Between the unlimited money for political campaigns and the gerrymandering of voting districts, it is pretty clear that the system is rigged.
It will be hard to persuade us otherwise.
So, when the Supreme Court ruled last month it could not intervene in the rampant gerrymandering enacted by state legislatures around the country, we were concerned.
Actually, it was much worse than that. We were devastated.
Considering that Democrats — mostly from New York City — currently rule both chambers of state government in Albany, we believed the future for us in upstate New York was so bleak that even Betty Little might have a hard time getting re-elected.
But we forgot about something.
Five years ago, New York voters passed a referendum to establish the Independent Redistricting Commission to redraw district lines as needed after the 2020 census. It takes that responsibility out of the hands of the Legislature.
The Supreme Court decision will have no impact on us.
Results from the 2020 census are expected to show that New York has lost as many as 1 million residents since 2010. The state is expected to lose at least one — and maybe two — of its 27 congressional seats. Assembly and Senate districts will also have to be adjusted.
After the 2010 census, there was a great deal of controversy about how the state Senate districts were drawn with a prevailing criticism that Senate districts were drawn to favor Republicans.
And for most of the last decade, Republicans held the Senate.
The fear is that Democrats will look at this as payback time.
We all should agree that redistricting should not favor one party over another, but considering Albany’s history, we fear our Legislature will find a way to muck it up.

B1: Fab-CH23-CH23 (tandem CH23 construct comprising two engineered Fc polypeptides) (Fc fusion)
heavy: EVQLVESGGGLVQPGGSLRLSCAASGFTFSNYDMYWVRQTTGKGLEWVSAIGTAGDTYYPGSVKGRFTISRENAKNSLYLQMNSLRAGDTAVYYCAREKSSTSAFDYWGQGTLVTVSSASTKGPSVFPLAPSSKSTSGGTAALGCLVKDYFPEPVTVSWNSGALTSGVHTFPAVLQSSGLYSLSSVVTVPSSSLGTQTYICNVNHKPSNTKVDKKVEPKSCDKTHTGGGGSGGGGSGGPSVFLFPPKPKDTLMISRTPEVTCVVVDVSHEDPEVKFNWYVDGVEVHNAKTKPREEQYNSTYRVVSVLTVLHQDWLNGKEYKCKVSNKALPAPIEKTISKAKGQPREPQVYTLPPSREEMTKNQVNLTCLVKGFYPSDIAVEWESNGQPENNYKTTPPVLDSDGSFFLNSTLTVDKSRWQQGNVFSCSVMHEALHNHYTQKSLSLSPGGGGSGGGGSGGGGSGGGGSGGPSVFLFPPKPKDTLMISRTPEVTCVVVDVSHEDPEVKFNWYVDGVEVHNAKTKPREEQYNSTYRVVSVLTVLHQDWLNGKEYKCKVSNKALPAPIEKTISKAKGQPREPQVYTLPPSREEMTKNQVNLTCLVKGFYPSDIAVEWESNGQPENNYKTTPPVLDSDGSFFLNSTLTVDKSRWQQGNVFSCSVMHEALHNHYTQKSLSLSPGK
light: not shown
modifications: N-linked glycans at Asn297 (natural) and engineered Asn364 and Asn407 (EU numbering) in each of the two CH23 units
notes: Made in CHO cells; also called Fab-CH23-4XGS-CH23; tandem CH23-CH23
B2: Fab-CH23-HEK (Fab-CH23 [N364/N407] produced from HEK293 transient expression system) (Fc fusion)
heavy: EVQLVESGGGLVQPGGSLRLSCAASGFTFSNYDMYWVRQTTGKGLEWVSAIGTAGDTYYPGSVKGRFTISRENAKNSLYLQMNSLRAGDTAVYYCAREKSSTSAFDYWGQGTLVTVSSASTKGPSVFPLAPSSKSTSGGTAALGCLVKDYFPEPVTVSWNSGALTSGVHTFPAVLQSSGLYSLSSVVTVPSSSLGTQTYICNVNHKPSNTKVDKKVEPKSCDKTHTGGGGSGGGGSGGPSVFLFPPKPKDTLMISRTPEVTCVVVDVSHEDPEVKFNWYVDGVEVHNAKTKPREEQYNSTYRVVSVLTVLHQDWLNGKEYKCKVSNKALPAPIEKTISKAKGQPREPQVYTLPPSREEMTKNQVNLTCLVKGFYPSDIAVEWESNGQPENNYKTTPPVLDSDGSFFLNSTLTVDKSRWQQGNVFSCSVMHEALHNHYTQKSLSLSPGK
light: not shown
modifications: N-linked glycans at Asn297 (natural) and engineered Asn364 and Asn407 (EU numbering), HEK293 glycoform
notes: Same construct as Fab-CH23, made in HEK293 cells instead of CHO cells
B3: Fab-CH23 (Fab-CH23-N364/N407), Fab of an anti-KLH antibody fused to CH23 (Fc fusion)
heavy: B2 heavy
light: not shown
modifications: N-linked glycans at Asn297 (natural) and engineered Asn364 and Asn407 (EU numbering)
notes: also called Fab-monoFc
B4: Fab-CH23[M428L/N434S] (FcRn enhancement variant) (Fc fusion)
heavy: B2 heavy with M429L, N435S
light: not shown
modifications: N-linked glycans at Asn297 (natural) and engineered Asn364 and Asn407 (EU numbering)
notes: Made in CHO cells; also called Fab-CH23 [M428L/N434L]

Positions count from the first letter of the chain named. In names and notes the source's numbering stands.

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Each of the four legislative leaders gets to appoint two members each to the commission, but here is the important part to remember. Restrictions have been placed so the appointees are prohibited from being anyone who has been a state legislator in the past three years, a congressional representative, a statewide elected official, a legislative or state employee, lobbyist or political party chair.
That still leaves a lot of partisan people, but it is a start.
After the original eight members are chosen, the panel will vote to add two additional members to the 10-person commission.
This process won’t commence until 2021, after the census is completed.
The ultimate goal here is that the party in power will not exploit its advantage. The newly drawn districts will eventually have to be approved by a majority vote of each house of the Legislature — if each party rules one house — but if one party controls both houses, (as the Democrats do in New York now) a two-thirds majority vote is needed to make it official.
That gives the commission an incentive to get it right the first time.
We’re encouraged on one hand, petrified on the other.
Since the recent Supreme Court decision, we’re glad New York is one of the states trying to level the political playing field.
Ultimately, what will determine whether this works is the quality of the representatives chosen and whether they have any character.
Which raises the real question: Are there 10 honest people left in New York politics?
We’re hoping that the commission members have little background in state government. Perhaps those in the academic world could be approached, or executives of polling companies or computer programmers who are used to crunching numbers and identifying trends without worrying about who wins and loses.
We’re told that redistricting can be done with a touch of a button with the right computer software. We are hoping that is the case in New York.
We’re hoping it opens a new era where upstate has a chance to be heard over the roar from New York City.